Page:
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Working Successfully With Your Meat Processor

By   /  February 6, 2017  /  No Comments

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Miscommunication is at the root of so many problems, including working successfully with meat processors. That’s why our friends at National Center for Appropriate Technology (NCAT/ATTRA) put together this fact sheet by Agriculture Specialist Linda Coffey. It covers things you can do to communicate better with your processor to solve the problems that so many producers mention having: scheduling, cutting, packaging or labeling errors, orders that aren’t ready on time, and carcass yield issues.

Click to download your copy!

Some problems are solved more quickly than others. Scheduling issues can be resolved by finding out when the processor is busiest and either scheduling well in advance, or thinking about what you can do to finish animals at times when the processor’s business is slower. Processors want to be busy year-round, so talking to them about what they like and what you need can go a long way to getting everyone something that works better. The same goes for cutting, packaging and labeling. Communicating what you want and what the processor needs takes time. So call or visit when you both have time to review the cut sheet. Then keep a copy for yourself so that you can check your order when you pick it up. If there’s a mistake, work through it gracefully in consideration of the long-term relationship you both hope to have.

Even carcass yield issues can be resolved with better communication. The first step is the story you tell yourself and your customers about your expectations for yield. You can use this fact sheet to get a better idea of what the results might be. The next step might be to spend some time wearing a butcher smock as your processor works. You’ll learn the cuts, differences in carcass quality, and a little more about your friend the butcher.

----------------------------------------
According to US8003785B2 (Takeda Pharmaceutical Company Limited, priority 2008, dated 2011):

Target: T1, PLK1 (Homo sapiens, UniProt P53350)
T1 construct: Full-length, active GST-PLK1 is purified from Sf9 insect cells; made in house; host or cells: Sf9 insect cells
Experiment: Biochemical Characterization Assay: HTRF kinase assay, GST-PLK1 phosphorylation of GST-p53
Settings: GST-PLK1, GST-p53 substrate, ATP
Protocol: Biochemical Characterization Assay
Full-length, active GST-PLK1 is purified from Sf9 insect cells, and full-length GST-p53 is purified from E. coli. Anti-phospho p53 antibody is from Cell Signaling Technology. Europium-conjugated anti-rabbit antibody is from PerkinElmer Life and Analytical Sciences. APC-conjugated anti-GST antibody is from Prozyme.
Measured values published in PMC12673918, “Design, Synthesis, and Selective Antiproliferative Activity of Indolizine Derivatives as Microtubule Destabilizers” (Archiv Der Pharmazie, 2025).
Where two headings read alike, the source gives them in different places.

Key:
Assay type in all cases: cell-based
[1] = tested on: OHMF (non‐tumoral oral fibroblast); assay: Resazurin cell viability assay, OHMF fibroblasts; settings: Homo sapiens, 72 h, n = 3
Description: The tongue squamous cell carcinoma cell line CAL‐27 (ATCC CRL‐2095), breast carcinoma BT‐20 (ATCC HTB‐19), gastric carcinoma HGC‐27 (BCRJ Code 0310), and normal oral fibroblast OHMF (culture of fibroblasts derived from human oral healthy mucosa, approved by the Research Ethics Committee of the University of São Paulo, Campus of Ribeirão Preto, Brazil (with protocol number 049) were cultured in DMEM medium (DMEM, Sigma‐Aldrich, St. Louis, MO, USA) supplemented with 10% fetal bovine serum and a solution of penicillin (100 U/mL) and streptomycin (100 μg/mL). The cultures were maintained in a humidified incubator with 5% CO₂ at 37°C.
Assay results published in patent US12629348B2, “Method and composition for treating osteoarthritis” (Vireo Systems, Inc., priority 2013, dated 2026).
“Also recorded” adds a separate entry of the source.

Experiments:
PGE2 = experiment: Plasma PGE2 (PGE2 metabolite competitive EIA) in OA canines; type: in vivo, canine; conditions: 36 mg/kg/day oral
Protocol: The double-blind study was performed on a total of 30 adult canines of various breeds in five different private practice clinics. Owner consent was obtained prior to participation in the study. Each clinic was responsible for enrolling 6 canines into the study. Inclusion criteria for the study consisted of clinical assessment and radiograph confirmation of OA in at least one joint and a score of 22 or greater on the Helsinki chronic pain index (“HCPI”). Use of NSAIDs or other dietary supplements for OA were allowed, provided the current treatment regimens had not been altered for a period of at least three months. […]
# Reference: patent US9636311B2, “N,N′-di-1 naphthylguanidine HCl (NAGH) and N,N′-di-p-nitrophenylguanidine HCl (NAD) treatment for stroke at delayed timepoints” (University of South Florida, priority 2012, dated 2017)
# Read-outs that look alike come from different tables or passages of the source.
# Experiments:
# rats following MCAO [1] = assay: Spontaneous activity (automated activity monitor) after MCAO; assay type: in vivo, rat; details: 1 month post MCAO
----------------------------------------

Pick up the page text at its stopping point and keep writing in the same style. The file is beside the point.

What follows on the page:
A little talk can go a long way to getting you what you both really want!

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About the author

editor and contributor

Kathy worked with the Bureau of Land Management for 12 years before founding Livestock for Landscapes in 2004. Her twelve years at the agency allowed her to pursue her goal of helping communities find ways to live profitably AND sustainably in their environment. She has been researching and working with livestock as a land management tool for over a decade. When she's not helping farmers, ranchers and land managers on-site, she writes articles, and books, and edits videos to help others turn their livestock into landscape managers.

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